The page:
Grim's Tales: On human error
Every journalist on the planet dreads getting phone calls and emails complaining about something they wrote.
The cause of the dread varies with each story and with each complaint. Some complaints lack merit. There isn't a seasoned reporter out there who hasn't gotten negative feedback simply because a reader didn't like the item being reported on. Some readers do not seem to realize that the newspaper staff does not necessarily agree with everything they report on.
When reporting on political activity, controversial city council discussions or other hot-button issues, it is a common occurrence that someone assumes we write about those things because we are in cahoots with someone involved. They seem to forget that news in its simplest form is saying "this happened" and allowing the reader to take the reins from there.
I think for most responsible reporters, the dread from these types of complaints is nothing when compared to the dread that we have actually messed up and made some form of mistake, especially when that mistake impacts other people. A mere typo is usually victimless, but factual error is not, and these are the bane of a journalist's existence.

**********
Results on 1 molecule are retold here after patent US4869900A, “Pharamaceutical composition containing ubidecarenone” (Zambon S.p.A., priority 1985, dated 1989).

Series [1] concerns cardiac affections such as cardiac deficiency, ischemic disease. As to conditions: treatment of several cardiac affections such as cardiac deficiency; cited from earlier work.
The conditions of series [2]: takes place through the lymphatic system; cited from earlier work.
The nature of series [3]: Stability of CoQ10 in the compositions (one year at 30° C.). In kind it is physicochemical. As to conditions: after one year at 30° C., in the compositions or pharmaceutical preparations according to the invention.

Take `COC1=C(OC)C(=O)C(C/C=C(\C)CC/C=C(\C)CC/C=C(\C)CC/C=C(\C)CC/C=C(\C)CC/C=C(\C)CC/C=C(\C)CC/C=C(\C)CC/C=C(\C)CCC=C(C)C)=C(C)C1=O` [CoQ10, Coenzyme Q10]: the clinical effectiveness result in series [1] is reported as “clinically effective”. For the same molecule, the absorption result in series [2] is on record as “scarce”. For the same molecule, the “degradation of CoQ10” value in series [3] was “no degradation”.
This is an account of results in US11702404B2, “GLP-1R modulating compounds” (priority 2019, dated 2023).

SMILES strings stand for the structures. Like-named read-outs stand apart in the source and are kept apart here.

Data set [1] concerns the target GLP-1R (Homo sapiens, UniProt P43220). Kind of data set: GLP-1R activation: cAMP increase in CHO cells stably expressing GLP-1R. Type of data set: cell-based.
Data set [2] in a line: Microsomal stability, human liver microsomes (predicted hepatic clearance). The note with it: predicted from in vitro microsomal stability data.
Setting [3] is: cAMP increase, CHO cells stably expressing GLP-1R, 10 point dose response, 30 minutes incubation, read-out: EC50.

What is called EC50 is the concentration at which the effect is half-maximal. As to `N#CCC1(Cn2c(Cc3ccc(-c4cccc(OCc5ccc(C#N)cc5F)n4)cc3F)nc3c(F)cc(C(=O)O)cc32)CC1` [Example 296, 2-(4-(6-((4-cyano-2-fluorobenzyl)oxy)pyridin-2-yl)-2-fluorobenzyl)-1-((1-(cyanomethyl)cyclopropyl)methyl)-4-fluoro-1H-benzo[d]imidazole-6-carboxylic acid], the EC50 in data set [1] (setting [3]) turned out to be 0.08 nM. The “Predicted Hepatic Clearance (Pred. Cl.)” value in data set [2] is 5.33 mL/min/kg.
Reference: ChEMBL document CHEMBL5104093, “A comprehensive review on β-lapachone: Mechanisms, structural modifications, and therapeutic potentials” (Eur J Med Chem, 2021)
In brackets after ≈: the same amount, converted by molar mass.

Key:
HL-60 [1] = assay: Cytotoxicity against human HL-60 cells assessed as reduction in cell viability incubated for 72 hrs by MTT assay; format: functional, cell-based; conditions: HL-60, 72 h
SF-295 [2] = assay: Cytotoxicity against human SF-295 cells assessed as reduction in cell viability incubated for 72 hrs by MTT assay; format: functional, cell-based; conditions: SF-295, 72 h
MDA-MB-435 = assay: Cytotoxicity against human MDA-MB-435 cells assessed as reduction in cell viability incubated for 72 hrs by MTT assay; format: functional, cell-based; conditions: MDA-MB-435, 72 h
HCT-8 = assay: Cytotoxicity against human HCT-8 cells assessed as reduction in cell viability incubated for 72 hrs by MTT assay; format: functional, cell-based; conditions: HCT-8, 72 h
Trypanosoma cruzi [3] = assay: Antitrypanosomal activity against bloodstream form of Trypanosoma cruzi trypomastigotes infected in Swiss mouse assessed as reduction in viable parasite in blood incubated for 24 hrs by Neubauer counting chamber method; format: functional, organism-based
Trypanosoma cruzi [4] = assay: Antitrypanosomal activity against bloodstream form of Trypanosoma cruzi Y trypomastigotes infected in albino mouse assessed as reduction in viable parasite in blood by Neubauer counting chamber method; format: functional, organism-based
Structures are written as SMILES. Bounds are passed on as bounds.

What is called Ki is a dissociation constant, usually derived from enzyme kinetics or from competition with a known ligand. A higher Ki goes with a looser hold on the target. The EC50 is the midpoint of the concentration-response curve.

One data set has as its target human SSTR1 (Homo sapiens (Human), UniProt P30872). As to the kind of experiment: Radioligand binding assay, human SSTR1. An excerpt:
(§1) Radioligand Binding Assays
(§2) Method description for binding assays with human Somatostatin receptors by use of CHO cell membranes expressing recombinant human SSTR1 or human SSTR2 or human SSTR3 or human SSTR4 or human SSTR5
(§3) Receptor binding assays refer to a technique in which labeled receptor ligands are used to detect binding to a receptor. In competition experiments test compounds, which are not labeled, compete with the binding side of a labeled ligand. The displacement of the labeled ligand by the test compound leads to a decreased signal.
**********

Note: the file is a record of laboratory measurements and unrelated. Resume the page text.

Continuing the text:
I received one such call this past week regarding one of our Pages from the Past entries. I must say that I am amazed at the level of level-headed maturity that exuded from the caller. The caller's complaint had merit, but she was very understanding in spite of a difficult situation I put her in.
For those unfamiliar, Pages from the Past is a collection of bits and pieces of past newspapers from 10, 25, 50 and 60 years ago. When compiling these items I look for funny items, memorable items and items that represent a sort of significant event in our local history, things to which people may respond, "I remember that."
The events from 60 years ago often were perpetrated by people who are no longer living in our area for one reason or another. My error was in treating a more recent event that way.
You can see how old headlines could unearth old hurts and cause difficulty in someone's life. You can also see how this person was justified in calling and in being upset at me. I'm grateful that someone in this difficult position thought it important to call and point this out, and in doing so acted like she was talking to a human being, because most people ignore that last part even though it's true.
On behalf of journalists everywhere, I just wanted to say thank you to her for her considerate, constructive feedback and apologize for my oversight. It was in no way intentional.